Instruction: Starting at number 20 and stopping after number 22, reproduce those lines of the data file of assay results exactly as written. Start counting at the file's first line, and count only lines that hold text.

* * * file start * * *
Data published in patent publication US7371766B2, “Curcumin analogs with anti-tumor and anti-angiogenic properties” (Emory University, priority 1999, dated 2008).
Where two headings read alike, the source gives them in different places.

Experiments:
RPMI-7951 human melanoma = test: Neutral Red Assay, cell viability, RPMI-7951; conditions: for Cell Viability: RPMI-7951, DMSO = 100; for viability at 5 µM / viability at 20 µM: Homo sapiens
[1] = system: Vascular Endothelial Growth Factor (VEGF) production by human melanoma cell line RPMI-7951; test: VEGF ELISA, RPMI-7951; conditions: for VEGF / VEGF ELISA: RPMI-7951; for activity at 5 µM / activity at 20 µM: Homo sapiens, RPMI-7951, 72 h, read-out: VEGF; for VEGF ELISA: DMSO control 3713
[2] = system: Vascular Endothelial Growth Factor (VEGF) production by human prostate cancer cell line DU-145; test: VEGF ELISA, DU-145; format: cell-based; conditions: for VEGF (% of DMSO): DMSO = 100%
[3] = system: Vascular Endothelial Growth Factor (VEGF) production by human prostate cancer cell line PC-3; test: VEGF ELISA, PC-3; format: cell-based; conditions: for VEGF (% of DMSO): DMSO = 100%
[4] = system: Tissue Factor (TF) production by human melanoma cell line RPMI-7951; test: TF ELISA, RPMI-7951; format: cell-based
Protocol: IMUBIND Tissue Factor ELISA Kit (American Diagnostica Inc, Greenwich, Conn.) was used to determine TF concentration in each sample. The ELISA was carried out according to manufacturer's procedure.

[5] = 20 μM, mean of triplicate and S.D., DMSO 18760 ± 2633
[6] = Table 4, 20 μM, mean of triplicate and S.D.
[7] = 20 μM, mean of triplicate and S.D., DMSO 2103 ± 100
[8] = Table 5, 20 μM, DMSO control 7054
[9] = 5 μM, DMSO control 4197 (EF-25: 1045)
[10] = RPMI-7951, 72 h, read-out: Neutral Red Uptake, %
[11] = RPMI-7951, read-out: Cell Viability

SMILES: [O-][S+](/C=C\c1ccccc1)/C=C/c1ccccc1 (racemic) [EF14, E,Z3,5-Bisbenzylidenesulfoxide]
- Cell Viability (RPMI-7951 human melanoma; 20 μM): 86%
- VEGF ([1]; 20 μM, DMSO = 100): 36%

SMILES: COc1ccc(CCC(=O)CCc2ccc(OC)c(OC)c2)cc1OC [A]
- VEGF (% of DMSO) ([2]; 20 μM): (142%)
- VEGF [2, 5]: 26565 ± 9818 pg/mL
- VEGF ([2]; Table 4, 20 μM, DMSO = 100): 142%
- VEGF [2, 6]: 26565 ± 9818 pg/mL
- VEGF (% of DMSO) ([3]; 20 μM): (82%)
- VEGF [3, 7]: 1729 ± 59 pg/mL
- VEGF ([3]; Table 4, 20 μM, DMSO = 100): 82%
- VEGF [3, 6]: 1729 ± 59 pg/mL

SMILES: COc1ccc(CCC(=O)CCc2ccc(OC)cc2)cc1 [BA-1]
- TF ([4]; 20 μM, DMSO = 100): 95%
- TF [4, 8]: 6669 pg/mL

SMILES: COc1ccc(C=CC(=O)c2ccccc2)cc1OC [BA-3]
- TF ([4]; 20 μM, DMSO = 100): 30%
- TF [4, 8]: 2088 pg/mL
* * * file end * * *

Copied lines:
SMILES: COc1ccc(CCC(=O)CCc2ccc(OC)c(OC)c2)cc1OC [A]
- VEGF (% of DMSO) ([2]; 20 μM): (142%)
- VEGF [2, 5]: 26565 ± 9818 pg/mL